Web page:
More than six months after announcing a project to combat fake news, Facebook released an update today.

The Facebook Journalism Project — a three-pronged approach aimed at providing training, products and tools for journalists and news consumers — was created as a way to solidify relationships with media organizations, which often hold contradictory feelings about the social network. One key part of the initiative is curbing the spread of false or inaccurate news on the platform (Disclosure: Poynter's International Fact-Checking Network plays a role in verifying third-party fact checkers).

So, how much has the social media giant done to combat fake news?

According to the update, quite a bit. The steps Facebook has taken to dissuade the publication of false or inaccurate news include limiting spam or fake news publishers' access to buying ads, reducing posts that link to "low-quality web page experiences," introducing ranking updates to limit the spread of false news or clickbait and testing new ways for people to report a false story. (Read about the rest of Facebook's ongoing initiatives here).

"We know people want to see accurate information and high-quality news on Facebook," said Head of News Partnerships Campbell Brown and Vice President of Product Fidji Simo in the Thursday blog post. "We want to empower people to identify misleading news content when they encounter it — on any platform."

Another interesting step in Facebook's battle against fake news is the company's move to disable non-publisher Pages' ability to modify link previews, a feature it says has been abused by people looking to spread false or inaccurate stories. News organizations can still overwrite link metadata, such as the headline or description, using a new tab under "Page Publishing Tools," according to a Tuesday blog post.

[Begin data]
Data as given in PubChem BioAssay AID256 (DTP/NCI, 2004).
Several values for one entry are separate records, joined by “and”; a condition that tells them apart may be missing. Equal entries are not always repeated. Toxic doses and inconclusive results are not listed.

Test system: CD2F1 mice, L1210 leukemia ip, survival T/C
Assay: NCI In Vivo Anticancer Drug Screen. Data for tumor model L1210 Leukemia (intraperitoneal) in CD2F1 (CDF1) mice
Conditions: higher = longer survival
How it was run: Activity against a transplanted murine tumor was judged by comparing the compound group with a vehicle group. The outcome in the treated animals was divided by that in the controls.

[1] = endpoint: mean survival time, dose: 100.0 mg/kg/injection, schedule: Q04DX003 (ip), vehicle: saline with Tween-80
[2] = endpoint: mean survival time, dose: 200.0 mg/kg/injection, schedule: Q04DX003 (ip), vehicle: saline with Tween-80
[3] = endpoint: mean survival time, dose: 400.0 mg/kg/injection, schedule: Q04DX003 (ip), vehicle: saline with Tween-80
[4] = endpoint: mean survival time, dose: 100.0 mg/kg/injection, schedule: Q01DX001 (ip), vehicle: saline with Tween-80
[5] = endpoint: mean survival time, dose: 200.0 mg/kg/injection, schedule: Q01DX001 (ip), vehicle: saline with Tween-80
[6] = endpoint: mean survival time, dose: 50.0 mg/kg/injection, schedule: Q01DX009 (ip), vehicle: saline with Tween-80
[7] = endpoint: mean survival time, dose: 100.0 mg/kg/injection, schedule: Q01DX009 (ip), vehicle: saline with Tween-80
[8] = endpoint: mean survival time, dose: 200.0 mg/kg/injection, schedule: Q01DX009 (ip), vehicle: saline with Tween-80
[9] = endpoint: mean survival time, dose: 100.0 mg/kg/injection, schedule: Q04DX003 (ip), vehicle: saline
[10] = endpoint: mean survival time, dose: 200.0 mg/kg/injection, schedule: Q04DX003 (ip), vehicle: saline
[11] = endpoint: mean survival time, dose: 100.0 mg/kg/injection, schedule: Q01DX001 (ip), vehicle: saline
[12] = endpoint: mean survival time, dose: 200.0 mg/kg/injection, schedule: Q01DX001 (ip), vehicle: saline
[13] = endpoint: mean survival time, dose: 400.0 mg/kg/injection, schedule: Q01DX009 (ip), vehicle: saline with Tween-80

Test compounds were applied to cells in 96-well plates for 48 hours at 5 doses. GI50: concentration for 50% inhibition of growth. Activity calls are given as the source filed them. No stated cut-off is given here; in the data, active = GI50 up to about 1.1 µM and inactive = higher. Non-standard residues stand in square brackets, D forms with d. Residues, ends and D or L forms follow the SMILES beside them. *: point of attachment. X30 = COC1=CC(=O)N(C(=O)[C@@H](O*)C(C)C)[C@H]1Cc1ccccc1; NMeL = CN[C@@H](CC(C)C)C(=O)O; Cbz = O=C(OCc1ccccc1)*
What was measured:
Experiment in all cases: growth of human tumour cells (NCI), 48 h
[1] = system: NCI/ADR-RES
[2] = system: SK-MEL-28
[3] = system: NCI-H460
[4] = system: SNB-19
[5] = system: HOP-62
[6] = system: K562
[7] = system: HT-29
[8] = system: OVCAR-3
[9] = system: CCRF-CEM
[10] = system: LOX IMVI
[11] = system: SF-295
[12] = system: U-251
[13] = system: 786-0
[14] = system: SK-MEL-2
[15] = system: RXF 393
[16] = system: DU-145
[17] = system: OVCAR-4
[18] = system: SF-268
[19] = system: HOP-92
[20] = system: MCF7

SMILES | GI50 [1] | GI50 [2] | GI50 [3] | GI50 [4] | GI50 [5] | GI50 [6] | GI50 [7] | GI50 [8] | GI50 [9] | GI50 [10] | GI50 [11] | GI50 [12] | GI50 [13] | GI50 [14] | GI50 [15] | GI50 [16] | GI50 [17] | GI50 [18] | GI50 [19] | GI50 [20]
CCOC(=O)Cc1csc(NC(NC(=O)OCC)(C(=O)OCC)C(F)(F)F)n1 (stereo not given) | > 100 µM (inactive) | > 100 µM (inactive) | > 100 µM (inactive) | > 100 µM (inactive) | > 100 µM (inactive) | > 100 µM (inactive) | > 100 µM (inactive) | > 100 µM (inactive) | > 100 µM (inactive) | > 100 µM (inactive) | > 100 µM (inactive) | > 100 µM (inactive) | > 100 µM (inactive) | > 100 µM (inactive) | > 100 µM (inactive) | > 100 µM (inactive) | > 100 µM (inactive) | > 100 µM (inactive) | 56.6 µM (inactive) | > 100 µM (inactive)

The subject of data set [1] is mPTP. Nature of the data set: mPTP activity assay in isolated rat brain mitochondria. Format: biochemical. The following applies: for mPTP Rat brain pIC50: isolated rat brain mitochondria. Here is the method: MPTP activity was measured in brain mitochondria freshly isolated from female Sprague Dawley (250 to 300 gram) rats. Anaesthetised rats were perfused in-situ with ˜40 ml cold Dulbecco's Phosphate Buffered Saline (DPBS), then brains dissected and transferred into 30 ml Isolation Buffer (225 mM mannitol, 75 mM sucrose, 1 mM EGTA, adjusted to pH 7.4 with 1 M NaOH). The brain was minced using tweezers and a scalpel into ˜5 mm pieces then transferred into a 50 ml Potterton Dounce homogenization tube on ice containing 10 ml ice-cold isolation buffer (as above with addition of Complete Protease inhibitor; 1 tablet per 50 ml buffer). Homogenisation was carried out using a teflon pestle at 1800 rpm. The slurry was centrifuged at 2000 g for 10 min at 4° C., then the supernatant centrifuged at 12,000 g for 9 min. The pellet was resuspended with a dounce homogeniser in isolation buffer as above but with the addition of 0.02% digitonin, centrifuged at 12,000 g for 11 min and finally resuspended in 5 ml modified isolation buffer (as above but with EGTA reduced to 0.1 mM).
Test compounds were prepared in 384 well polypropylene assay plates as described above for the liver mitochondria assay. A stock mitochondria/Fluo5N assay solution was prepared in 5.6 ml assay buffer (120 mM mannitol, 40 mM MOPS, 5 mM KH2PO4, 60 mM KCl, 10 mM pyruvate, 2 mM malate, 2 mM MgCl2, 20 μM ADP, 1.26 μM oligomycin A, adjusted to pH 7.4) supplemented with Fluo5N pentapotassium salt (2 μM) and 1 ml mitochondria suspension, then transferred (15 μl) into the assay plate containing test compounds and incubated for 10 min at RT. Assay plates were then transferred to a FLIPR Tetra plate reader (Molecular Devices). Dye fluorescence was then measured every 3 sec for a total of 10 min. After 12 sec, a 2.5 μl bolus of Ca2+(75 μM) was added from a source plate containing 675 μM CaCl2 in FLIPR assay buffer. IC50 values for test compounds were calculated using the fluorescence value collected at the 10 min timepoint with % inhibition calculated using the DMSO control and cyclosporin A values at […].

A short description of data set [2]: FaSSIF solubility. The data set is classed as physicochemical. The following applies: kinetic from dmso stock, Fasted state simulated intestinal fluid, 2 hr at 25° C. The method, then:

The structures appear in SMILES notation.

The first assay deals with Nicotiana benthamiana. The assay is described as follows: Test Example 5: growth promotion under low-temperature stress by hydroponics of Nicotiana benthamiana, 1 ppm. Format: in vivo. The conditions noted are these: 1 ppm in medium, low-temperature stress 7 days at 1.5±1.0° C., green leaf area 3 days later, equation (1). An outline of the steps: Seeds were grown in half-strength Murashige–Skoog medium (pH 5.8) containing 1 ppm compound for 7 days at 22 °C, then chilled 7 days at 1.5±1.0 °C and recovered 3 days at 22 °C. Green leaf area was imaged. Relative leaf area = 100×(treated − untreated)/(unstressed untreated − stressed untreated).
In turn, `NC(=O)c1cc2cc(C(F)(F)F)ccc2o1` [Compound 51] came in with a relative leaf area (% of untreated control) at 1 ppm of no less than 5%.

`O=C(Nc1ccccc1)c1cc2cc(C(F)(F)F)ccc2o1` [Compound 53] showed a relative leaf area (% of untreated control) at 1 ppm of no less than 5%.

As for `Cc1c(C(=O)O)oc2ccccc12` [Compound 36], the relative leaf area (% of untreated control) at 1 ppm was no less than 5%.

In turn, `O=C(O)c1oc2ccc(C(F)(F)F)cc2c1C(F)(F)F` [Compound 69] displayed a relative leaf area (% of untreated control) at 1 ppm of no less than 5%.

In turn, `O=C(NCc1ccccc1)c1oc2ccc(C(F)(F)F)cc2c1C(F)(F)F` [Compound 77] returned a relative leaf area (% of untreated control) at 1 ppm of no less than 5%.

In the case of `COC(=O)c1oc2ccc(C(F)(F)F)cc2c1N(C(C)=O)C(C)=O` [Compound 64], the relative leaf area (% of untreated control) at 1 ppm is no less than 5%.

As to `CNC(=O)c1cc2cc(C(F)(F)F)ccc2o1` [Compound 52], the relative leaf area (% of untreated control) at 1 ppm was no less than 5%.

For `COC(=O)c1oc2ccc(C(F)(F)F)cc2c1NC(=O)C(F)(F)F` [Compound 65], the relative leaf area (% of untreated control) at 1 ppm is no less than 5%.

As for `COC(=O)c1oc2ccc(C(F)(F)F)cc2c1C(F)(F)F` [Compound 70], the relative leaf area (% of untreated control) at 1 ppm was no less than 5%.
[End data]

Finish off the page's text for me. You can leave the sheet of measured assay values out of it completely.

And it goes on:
Despite its moves to combat the spread of fake news, Facebook has come under fire in recent months for what some say has been a rocky effort. The Guardian reported in May that the tools the social network has rolled out have been largely ineffective at limiting disinformation online. Reporter Sam Levin wrote:

A Guardian review of false news articles and interviews with fact-checkers and writers who produce fake content suggests that Facebook’s highly promoted initiatives are regularly ineffective, and in some cases appear to be having minimal impact. Articles formally debunked by Facebook’s fact-checking partners – including the Associated Press, Snopes, ABC News and PolitiFact – frequently remain on the site without the 'disputed' tag warning users about the content. And when fake news stories do get branded as potentially false, the label often comes after the story has already gone viral and the damage has been done.

Additionally, Facebook has yet to share any real data about its fact-checking initiatives or the amount of fake news on the platform. In November, CEO Mark Zuckerberg wrote that, of all the content on Facebook, "more than 99 percent of what people see is authentic. Only a very small amount is fake news and hoaxes." Poynter reported that claim had to be based on internal research and not publicly available data.

The recent changes to Facebook come amid a flurry of modifications to its publishing tools, such as the addition of a tool that allows publishers to compare their mobile and Instant Articles traffic. Other updates in the six-month review of the Facebook Journalism Project include several improvements to Instant Articles — such as call-to-action buttons, subscriptions and ad support — updates to the Facebook-owned audience-tracking tool Crowdtangle and new partnerships with the Knight-Lenfest Newsroom Initiative and the First Draft Network.

"We’ve learned so much since we launched the Facebook Journalism Project and this collaboration is already driving innovation that we couldn’t have achieved on our own," Brown and Simo wrote in the Thursday blog post. "It’s going to take a concerted effort on all of our parts to help build a future where quality journalism can thrive."